These 30 lines of code do a lot of work, and an explanation is in order for this method: 1. If there are any controls on the panel, delete them. 2. Using the count and indexer properties of the Hand class, look at each Card instance. 3. Create a new Button object, and add it to the Controls collection of the panel. Any controls added to the panel s Controls collection will be displayed on the panel. 4. Set the Image property of the button from the m_icons SortedList object. 5. Set the Text property of the button to the FaceValue of the Card. Enumerated values have an implicitly defined ToString method that returns the symbolic name of the enumeration value. For example, FaceValue.King.ToString() returns King . 6. Make the button tall enough to hold both the image and the text. Display the image at the top of the button (TopCenter) and the value at the bottom of the button (BottomCenter). 7. Because the buttons are 40 pixels high, display them 45 pixels apart. When there are enough buttons on the panel so that the value of the Top property of one button is larger than the size of the panel, scroll bars will appear. 8. Set the FlatStyle property of the button so that the button is displayed as a flat rectangle instead of a 3-dimensional button.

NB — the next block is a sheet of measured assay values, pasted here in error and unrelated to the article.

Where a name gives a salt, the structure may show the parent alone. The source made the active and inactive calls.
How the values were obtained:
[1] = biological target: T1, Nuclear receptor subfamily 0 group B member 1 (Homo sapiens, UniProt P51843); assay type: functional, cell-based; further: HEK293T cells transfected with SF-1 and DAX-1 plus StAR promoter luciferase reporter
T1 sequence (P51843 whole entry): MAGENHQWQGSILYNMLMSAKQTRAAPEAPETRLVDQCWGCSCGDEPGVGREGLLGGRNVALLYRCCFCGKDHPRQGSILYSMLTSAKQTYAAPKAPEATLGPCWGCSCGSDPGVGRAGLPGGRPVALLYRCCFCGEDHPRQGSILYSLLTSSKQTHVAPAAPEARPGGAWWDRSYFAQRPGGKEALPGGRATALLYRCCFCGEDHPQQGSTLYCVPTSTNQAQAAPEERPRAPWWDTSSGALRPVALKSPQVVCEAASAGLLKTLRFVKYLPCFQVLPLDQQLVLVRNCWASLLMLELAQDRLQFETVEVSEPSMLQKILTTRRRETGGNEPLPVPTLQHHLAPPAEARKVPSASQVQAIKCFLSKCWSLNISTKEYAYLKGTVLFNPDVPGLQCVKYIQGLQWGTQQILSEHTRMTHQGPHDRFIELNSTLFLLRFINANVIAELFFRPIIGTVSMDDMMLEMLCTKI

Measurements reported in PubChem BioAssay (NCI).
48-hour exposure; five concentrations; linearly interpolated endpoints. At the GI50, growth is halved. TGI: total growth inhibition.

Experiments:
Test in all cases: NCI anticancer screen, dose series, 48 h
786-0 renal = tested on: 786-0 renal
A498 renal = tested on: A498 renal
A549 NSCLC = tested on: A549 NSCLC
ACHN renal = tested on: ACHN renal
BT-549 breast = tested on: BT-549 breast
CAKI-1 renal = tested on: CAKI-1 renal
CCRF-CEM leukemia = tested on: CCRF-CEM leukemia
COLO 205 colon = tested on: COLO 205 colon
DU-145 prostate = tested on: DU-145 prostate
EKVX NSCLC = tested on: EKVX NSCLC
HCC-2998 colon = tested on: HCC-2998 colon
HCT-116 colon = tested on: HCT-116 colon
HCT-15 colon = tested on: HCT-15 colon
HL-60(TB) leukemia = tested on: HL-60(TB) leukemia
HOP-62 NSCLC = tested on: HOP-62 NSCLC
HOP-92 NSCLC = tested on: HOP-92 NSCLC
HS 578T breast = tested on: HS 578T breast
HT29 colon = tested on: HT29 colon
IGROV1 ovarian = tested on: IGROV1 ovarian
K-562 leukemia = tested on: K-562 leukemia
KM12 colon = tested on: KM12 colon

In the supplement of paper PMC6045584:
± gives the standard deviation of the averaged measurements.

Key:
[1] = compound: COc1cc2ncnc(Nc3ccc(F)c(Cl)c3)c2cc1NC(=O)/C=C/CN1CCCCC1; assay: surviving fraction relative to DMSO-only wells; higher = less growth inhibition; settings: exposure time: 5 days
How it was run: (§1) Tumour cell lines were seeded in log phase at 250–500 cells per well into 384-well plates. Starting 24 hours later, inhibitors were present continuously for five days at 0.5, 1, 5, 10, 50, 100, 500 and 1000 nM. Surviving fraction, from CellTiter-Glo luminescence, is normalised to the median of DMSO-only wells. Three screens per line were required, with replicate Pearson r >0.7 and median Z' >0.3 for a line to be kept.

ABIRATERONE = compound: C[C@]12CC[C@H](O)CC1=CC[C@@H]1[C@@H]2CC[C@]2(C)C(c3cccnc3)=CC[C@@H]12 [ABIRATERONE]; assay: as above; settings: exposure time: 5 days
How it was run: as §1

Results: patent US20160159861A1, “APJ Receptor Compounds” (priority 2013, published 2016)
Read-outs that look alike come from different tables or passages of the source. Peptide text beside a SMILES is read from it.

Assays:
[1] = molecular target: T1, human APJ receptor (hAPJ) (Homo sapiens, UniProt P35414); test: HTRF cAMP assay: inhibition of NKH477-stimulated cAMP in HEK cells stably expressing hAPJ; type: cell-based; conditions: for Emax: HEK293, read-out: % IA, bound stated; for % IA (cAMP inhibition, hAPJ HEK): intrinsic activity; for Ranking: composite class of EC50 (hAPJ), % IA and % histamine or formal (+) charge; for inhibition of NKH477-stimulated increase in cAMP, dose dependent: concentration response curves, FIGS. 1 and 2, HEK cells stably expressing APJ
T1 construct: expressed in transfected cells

Use the Tag property to associate each button with its Card instance. In 8, you ll see a more object-oriented way to handle this association by creating a specialized control through inheritance. 10. Associate a method with the MouseDown event of the button. Because the button doesn t exist in the form designer, you can t just click it to create the MouseDown event method. No matter how many cards are created, one method will respond to all the MouseDown events. You ll use the MouseDown event to start the drag-drop functionality. Add the MouseDown event method to start the drag A minimum of three steps is required to implement drag-and-drop behaviors: 1. When the user selects a control to move, usually by a mouse click or MouseDown event, call the control s DoDragDrop method to start the drag. In this case, the user will be dragging the buttons that represent cards. 2. When the user drags the control over another control, the DragEnter event is raised. In this event, you set the Effect property of the DragEventArgs object to allow dragging. In this case, the user will drag the button controls over the Panel controls. 3. When the user releases the mouse button, the DragDrop event is raised. In this event, perform the result of the drag. In this case, the button will be moved to a different panel. In the ShowHand method, the MouseDown event of each button was assigned to the ButtonMouseDown method. Now add this method, as shown here: Visual Basic Private Sub ButtonMouseDown(ByVal sender As Object, _ ByVal e As System.Windows.Forms.MouseEventArgs) m_pickedUp = CType(sender, Button) m_pickedUp.DoDragDrop(sender, DragDropEffects.Move) End Sub // Visual C# private void ButtonMouseDown(object sender, System.Windows.Forms.MouseEventArgs e) { m_pickedUp = (Button)sender; ((Button)sender).DoDragDrop(sender,DragDropEffects.Move); } Enable dragging with the DragOver event Add code to the DragOver events of both panel controls to allow the button being dragged, m_pickedUp, to be dropped on the panels: Visual Basic Private Sub panel1_DragEnter(ByVal sender As Object, ByVal e _ As System.Windows.Forms.DragEventArgs) Handles panel1.Dra gEnter e.Effect = DragDropEffects.Move End Sub Private Sub panel2_DragEnter(ByVal sender As Object, ByVal e _ As System.Windows.Forms.DragEventArgs) Handles panel2.Dra gEnter